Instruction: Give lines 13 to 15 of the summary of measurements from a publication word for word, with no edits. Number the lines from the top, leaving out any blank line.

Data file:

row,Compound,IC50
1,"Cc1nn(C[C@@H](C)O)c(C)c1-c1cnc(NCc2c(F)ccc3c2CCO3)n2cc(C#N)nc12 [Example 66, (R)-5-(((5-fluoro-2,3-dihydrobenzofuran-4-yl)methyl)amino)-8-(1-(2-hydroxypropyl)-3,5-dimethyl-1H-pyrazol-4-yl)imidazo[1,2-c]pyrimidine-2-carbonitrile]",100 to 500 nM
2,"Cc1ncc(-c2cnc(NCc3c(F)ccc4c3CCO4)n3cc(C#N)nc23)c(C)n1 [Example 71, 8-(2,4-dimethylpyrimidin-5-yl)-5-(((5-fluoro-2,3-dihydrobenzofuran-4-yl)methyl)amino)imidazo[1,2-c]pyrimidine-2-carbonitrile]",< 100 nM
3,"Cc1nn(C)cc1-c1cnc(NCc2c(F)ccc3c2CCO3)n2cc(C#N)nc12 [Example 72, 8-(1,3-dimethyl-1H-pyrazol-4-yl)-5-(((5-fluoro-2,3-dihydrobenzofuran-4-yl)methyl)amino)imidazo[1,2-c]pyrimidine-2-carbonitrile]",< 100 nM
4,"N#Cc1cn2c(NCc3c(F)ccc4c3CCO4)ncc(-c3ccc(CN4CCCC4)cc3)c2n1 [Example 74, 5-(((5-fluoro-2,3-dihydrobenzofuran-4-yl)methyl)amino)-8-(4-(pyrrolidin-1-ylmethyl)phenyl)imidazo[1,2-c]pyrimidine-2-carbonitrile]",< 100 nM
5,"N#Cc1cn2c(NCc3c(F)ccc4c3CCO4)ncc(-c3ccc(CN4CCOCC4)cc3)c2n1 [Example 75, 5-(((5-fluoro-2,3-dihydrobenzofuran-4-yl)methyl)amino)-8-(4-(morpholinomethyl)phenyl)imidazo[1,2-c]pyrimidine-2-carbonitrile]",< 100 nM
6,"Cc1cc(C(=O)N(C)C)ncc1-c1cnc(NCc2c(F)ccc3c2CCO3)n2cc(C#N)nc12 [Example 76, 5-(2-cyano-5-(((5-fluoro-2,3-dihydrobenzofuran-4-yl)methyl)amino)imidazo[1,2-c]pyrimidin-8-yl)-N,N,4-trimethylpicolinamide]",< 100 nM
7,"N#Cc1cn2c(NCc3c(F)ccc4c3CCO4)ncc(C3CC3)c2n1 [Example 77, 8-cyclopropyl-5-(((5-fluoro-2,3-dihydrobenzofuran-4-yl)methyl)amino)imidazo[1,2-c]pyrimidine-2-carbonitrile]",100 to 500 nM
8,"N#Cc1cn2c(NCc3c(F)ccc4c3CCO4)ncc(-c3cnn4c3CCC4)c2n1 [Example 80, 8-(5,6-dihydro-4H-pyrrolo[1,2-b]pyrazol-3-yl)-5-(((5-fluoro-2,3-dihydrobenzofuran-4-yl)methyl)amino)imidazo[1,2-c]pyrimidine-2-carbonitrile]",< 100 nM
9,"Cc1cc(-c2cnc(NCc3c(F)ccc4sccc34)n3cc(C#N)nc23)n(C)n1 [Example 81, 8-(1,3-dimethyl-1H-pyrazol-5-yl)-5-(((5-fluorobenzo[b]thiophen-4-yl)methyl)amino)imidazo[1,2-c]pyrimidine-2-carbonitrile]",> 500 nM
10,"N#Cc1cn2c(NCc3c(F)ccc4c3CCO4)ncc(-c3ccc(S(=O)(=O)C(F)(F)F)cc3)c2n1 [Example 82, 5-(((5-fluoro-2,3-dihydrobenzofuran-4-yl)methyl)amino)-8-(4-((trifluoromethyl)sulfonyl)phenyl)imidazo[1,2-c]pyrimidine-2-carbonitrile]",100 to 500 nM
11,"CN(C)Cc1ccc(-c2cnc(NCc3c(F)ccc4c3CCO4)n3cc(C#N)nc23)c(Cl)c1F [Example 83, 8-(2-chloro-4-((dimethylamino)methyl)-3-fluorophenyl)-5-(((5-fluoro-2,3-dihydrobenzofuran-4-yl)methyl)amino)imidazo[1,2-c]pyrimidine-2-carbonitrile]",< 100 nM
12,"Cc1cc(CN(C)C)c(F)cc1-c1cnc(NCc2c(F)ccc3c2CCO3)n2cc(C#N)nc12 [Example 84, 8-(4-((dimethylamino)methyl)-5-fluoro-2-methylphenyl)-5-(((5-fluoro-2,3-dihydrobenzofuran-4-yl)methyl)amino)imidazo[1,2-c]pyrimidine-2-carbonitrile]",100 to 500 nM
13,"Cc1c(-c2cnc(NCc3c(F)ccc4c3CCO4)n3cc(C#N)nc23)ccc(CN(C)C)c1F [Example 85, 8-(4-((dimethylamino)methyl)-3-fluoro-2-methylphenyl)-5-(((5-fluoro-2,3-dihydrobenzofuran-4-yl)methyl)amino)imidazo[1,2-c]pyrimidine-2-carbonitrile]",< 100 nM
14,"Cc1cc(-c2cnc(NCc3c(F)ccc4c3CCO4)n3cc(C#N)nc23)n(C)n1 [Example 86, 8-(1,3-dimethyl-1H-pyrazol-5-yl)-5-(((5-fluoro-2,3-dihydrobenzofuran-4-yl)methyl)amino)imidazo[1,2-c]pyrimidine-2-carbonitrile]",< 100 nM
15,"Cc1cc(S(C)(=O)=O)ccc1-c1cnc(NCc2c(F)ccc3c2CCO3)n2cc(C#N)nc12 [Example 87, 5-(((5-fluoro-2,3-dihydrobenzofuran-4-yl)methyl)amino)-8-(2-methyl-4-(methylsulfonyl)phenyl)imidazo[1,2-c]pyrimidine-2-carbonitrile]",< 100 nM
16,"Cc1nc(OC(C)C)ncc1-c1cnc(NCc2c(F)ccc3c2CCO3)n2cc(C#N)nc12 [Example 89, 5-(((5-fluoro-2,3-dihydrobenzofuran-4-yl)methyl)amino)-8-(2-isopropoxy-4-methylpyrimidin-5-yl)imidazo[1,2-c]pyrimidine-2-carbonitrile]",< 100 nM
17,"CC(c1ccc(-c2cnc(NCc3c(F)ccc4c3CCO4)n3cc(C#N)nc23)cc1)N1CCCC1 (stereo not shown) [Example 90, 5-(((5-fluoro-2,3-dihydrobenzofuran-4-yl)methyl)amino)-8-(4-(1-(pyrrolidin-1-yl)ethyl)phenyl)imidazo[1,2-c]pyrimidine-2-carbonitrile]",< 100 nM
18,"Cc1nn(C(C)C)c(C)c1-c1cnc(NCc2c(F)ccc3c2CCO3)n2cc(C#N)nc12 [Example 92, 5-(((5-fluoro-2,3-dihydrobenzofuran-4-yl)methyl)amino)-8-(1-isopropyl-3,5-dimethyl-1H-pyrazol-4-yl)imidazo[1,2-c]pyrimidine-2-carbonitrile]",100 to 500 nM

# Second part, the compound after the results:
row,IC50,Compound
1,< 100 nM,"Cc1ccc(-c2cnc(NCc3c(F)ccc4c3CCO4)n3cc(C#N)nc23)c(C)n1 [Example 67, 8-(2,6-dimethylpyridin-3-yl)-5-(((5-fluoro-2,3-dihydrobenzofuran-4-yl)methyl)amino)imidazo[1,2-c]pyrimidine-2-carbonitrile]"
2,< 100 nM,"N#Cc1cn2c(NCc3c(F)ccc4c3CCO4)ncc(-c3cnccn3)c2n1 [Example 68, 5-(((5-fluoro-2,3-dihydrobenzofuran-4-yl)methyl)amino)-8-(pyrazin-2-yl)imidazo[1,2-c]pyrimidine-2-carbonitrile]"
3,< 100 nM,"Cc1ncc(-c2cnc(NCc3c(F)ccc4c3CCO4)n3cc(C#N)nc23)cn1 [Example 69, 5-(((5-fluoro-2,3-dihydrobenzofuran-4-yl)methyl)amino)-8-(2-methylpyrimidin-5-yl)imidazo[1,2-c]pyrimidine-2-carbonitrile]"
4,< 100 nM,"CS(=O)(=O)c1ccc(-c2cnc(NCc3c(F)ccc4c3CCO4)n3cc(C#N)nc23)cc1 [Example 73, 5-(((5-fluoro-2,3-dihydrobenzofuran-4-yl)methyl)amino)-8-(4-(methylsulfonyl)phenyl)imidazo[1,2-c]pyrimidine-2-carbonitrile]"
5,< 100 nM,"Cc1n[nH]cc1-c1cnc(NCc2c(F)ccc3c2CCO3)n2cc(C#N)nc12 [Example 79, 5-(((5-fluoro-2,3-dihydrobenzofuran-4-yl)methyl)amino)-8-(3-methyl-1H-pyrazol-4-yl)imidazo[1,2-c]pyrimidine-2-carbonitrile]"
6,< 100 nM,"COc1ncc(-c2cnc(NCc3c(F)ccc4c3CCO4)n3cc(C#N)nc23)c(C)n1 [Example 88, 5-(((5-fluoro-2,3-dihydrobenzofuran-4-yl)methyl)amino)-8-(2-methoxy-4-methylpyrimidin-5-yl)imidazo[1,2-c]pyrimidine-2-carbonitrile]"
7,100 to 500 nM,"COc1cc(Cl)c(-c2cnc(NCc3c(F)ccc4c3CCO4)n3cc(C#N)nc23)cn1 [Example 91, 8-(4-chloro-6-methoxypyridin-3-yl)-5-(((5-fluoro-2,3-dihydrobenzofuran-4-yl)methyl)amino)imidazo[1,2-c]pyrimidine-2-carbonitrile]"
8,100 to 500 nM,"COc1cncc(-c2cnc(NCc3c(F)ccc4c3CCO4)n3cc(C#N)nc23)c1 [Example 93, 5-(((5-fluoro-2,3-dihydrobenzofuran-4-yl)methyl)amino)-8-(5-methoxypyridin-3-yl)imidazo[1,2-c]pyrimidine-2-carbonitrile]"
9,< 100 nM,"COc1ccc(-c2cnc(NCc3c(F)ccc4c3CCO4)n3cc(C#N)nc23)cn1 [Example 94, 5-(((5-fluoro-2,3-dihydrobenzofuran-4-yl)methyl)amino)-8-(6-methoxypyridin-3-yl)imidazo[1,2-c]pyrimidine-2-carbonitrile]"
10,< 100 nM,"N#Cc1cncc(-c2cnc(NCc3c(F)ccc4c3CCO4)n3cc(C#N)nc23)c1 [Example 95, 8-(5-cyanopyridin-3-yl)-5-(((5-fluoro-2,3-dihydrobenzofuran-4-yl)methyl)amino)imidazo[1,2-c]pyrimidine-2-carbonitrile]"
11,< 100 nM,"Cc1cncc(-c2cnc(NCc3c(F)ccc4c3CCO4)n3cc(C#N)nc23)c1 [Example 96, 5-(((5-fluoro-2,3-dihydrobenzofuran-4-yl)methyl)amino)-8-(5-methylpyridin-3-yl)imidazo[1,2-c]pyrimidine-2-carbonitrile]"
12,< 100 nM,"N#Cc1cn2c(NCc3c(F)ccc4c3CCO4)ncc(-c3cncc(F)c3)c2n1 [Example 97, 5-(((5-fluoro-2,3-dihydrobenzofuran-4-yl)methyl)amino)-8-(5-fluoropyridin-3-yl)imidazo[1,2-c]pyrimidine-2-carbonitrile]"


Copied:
12,"Cc1cc(CN(C)C)c(F)cc1-c1cnc(NCc2c(F)ccc3c2CCO3)n2cc(C#N)nc12 [Example 84, 8-(4-((dimethylamino)methyl)-5-fluoro-2-methylphenyl)-5-(((5-fluoro-2,3-dihydrobenzofuran-4-yl)methyl)amino)imidazo[1,2-c]pyrimidine-2-carbonitrile]",100 to 500 nM
13,"Cc1c(-c2cnc(NCc3c(F)ccc4c3CCO4)n3cc(C#N)nc23)ccc(CN(C)C)c1F [Example 85, 8-(4-((dimethylamino)methyl)-3-fluoro-2-methylphenyl)-5-(((5-fluoro-2,3-dihydrobenzofuran-4-yl)methyl)amino)imidazo[1,2-c]pyrimidine-2-carbonitrile]",< 100 nM
14,"Cc1cc(-c2cnc(NCc3c(F)ccc4c3CCO4)n3cc(C#N)nc23)n(C)n1 [Example 86, 8-(1,3-dimethyl-1H-pyrazol-5-yl)-5-(((5-fluoro-2,3-dihydrobenzofuran-4-yl)methyl)amino)imidazo[1,2-c]pyrimidine-2-carbonitrile]",< 100 nM